In late July, three Russian-U.S. working groups will hold strategic stability consultations in Vienna, he said.
“Ryabkov and Billingslea have agreed within the framework of the process they’re supervising to set up three working groups. They’ll hold a meeting of the working groups on space, transparency in nuclear weapons, and nuclear doctrines in the period from July 25 or July 27 until July 30 in Vienna,” Lavrov said.
Sergei Ryabkov is the Russian deputy foreign minister, and Marshall Billingslea is the U.S. Special Presidential Envoy for Arms Control.
“Let’s wait and see. We never refuse to start a conversation, and we’ll try to make sure that it’s result-oriented,” Lavrov said.
There are no impediments to exchanging visits between Russia and the United States at the summit level, the Russian foreign minister said.
“In fact, no one has made such agreements [on summit visits], because agreement implies a specific date and a specific venue… but no one is refusing those visits, either,” Lavrov said in response to a question from Interfax.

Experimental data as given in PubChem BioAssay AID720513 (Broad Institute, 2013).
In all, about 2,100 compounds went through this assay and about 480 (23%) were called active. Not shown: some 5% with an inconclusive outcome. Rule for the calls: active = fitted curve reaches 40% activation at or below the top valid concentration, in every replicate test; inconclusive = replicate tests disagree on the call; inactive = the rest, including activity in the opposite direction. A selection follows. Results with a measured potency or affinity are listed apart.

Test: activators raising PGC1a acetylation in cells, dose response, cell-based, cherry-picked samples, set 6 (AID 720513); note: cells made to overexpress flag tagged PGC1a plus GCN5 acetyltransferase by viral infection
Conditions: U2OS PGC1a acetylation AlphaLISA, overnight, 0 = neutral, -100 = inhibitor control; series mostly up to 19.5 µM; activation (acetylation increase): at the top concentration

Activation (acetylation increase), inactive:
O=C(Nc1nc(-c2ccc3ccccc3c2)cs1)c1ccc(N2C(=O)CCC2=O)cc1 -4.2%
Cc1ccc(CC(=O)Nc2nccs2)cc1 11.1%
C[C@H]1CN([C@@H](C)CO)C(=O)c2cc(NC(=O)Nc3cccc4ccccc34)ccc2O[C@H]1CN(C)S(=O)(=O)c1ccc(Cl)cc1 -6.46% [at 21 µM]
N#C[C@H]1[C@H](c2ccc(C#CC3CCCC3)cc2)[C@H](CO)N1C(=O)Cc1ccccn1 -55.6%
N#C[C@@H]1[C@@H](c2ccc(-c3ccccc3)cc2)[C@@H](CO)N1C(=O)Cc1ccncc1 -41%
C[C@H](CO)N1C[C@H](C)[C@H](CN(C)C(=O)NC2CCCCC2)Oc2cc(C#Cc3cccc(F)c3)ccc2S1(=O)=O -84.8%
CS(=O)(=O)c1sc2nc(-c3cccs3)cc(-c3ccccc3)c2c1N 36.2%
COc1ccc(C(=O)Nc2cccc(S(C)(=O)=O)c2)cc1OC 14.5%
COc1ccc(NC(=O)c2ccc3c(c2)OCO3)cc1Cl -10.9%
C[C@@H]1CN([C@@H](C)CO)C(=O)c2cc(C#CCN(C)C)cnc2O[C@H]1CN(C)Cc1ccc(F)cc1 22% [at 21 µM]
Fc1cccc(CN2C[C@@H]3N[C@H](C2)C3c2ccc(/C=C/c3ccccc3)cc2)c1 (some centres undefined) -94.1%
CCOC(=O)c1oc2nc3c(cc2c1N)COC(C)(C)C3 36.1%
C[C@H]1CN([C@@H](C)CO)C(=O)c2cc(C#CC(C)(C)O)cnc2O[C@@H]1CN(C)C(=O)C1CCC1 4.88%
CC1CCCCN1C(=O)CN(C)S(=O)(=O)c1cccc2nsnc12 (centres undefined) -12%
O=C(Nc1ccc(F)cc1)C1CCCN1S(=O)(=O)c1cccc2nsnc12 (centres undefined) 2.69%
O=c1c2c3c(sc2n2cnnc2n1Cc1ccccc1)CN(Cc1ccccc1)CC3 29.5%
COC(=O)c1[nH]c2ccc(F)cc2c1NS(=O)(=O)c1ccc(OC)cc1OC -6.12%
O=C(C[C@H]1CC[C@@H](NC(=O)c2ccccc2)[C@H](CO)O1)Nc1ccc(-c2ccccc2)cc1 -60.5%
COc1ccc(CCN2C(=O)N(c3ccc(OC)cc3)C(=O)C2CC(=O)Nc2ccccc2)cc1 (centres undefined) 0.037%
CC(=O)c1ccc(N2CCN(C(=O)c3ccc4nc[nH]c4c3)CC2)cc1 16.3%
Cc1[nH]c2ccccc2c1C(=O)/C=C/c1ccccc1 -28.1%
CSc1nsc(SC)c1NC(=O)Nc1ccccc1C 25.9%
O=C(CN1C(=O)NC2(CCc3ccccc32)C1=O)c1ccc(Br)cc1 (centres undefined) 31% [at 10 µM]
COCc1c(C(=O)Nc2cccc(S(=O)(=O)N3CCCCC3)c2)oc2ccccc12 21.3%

“We’re quite willing to work with the Americans on all levels: the president has established a good relationship with the American leader, I periodically speak with Mike Pompeo [U.S. Secretary of State], and dialogue is also being maintained at the level of our deputies,” he said.
“So, we don’t see any impediments if the American side shows such an interest. We don’t want our relations with America to be viewed as nothing but an attribute of the election struggle,” Lavrov said.
Reports alleging that Moscow offered bounties to the Taliban (terrorist organization banned in Russia) in exchange for attacking U.S. servicemen are aimed at discrediting the incumbent U.S. administration and its conduct on the Russian track, Sergei Lavrov said.
“Hype has been raised in the United States around speculations on alleged contacts between Russia and the Taliban and our alleged offer of bounties in exchange for fighting against U.S. servicemen or even a reward for each head. I can only say that this entire story is based on unprincipled speculation, and no concrete facts have been presented,” Lavrov said.